Regional Challenges to Indonesia’s Economic and Political Future; A Wake-Up Call

Erland Heginbotham
Adjunct Professor at SAIS, medical Johns Hopkins University

Erland Heginbotham dissents from those who see the rising role of China in the international economy as a win-win situation for all countries in Asia.  In a talk at USINDO on May 18 he agreed that in the immediate future China’s burgeoning economy means greater export income for countries like Indonesia, medical but in the medium term, 3-5 years, China will no longer need many of the things it now imports from Indonesia, and that in an increasingly competitive global market Indonesia will trail behind and be reduced to exporting only its resources, an insufficient base for its prospects of significant economic development.

At present, the impact of China on the region is good, he said.  China is importing energy, construction material, iron, steel, aluminum, chemicals and components for its manufactures.  But in 3-5 years China’s imports will grow at a slower rate.  China is developing import-substitution industries and is exporting on a massive scale, despite difficulties in implementing some aspects of the WTO Accession Agreement.  Southeast Asia will face a more serious challenge from Chinese exports in the future.  Many Southeast Asian countries will continue to be a hedge location for foreign direct investment (FDI) as alternatives to investing in China exclusively.  But Indonesia will not be among them, Heginbotham said, because it has failed to seize opportunities to make FDI attractive.  He noted that Indonesia had an opportunity for Chinese investment in liquefied natural gas facilities, and was prepared to import LNG from Indonesia.  That prospect is now in the doldrums because the Indonesian parliament failed to pass the laws to underpin an FDI agreement.  Meanwhile, this month Indonesia became a net energy importer.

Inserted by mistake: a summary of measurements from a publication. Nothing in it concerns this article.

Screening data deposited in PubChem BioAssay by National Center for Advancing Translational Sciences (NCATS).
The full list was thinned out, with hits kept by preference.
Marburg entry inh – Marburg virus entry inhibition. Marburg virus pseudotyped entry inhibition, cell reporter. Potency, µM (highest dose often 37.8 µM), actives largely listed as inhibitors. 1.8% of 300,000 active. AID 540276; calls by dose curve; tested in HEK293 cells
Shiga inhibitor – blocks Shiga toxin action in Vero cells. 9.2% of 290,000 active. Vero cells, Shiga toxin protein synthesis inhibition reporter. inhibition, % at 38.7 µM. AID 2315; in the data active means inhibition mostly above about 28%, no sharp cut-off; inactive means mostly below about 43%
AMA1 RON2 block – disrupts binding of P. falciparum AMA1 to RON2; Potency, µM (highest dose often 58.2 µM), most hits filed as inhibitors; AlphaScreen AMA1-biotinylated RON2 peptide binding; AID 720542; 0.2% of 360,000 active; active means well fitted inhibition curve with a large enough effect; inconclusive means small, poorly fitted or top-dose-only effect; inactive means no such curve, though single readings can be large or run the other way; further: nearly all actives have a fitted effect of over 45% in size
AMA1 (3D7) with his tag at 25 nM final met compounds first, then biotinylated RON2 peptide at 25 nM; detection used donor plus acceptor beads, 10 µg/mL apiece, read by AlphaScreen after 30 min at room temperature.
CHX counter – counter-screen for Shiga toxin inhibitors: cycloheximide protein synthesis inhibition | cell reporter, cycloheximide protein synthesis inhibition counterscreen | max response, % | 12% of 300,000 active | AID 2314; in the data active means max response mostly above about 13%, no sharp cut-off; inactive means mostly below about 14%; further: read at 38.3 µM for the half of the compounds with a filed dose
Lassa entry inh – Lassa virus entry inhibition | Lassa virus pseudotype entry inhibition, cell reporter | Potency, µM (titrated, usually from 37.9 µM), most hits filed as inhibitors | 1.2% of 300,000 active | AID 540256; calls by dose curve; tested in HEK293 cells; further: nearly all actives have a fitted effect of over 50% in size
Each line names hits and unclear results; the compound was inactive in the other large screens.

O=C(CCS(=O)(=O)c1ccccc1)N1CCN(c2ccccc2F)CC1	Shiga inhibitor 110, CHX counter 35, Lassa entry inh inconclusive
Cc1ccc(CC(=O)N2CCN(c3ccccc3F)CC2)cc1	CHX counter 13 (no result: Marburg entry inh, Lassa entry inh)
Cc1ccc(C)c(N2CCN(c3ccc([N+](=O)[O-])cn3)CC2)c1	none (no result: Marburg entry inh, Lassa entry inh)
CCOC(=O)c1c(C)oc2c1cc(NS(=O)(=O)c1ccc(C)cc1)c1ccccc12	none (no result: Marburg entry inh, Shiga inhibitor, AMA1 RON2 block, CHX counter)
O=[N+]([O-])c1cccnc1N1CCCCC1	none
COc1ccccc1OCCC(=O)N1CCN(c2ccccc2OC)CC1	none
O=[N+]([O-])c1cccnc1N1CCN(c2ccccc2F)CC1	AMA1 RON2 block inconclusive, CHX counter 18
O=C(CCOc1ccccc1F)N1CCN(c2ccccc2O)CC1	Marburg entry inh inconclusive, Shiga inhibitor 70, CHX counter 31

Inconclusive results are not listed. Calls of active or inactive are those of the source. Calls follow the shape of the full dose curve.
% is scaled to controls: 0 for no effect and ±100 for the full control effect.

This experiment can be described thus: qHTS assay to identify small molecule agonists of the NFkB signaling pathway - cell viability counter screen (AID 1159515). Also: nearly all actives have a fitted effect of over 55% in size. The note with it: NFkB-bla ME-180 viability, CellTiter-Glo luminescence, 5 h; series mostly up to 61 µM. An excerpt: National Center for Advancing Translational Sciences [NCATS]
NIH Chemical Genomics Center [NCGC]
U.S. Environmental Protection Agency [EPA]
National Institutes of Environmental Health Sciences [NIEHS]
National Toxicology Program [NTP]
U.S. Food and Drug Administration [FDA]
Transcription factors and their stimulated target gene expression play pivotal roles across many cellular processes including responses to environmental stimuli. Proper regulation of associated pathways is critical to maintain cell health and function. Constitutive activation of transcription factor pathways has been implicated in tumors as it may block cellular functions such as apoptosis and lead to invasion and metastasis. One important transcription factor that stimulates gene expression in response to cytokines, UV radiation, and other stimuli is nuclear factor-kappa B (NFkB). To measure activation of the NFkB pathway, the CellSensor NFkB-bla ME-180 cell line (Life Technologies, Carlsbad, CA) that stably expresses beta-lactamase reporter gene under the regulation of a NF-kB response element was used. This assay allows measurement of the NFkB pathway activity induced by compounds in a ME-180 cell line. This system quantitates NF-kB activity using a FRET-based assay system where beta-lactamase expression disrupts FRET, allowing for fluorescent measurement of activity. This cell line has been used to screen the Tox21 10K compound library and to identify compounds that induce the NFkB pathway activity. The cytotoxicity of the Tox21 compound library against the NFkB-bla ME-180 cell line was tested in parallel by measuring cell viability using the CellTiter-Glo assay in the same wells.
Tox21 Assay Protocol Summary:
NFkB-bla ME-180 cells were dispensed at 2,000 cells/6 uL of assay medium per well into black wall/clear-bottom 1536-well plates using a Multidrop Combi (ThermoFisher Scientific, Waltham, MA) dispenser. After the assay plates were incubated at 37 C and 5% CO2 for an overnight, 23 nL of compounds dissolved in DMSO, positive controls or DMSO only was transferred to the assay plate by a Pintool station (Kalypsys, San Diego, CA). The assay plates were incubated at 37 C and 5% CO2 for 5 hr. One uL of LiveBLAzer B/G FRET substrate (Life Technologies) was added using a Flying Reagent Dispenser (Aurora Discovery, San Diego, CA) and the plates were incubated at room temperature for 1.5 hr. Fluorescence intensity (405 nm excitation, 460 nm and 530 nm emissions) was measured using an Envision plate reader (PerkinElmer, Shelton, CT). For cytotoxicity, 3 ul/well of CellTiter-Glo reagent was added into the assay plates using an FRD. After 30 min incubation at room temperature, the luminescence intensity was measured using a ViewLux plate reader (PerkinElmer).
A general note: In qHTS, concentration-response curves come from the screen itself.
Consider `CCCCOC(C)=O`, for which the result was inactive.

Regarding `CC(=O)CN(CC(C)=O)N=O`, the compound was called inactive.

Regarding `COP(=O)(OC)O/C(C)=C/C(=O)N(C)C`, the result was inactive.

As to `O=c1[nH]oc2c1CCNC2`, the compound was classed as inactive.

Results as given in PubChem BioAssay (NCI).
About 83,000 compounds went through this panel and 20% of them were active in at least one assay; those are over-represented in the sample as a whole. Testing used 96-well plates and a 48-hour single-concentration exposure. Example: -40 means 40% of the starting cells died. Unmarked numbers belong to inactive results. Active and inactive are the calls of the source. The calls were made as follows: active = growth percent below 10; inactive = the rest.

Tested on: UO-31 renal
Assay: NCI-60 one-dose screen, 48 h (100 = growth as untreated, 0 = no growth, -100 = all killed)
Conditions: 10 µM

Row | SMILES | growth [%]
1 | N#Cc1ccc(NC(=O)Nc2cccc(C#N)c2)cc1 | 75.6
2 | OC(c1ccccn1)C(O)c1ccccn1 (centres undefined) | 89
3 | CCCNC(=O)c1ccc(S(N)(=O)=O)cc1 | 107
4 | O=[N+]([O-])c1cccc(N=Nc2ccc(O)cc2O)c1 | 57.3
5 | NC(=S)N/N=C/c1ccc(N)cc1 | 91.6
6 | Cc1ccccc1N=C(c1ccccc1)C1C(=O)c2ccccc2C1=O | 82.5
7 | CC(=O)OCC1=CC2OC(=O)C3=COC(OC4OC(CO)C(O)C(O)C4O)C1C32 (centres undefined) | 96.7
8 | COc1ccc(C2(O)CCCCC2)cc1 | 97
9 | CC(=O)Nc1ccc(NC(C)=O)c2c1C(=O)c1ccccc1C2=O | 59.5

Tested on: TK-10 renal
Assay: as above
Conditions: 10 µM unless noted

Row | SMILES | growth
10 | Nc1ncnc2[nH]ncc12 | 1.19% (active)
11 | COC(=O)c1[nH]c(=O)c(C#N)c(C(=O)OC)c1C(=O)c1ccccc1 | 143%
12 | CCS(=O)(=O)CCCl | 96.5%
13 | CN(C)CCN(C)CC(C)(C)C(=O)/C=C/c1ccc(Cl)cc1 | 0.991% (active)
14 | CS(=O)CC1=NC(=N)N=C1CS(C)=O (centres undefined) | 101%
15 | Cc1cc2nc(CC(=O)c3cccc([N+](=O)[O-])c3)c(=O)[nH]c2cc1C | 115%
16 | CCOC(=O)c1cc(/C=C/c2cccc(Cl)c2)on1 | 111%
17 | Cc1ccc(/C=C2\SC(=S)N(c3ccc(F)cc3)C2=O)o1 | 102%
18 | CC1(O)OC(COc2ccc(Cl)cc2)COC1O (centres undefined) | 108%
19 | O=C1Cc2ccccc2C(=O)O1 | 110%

The competitive environment in East Asia has changed radically since 1998, he said.  Since 2001-2 the level of competition has doubled.  China’s accession to the World Trade Organization in 2001 has had a major impact on globalization in the region, further elevating China’s dominance of FDI flows in Asia and setting the stage for China’s dominance of competition and trade in the region seen at the end of 2003.

In addition, the general slowing of economies around the world, the sudden emergence of India as a potential mid to high-technology competitor, and the emergence of export-led economies of Latin America, all mean bad news for less competitive countries such as Indonesia.  Additionally, productivity growth, as measured in terms of improvements in corporate and state governance, will be essential for countries in the region to maintain and enlarge on their positions.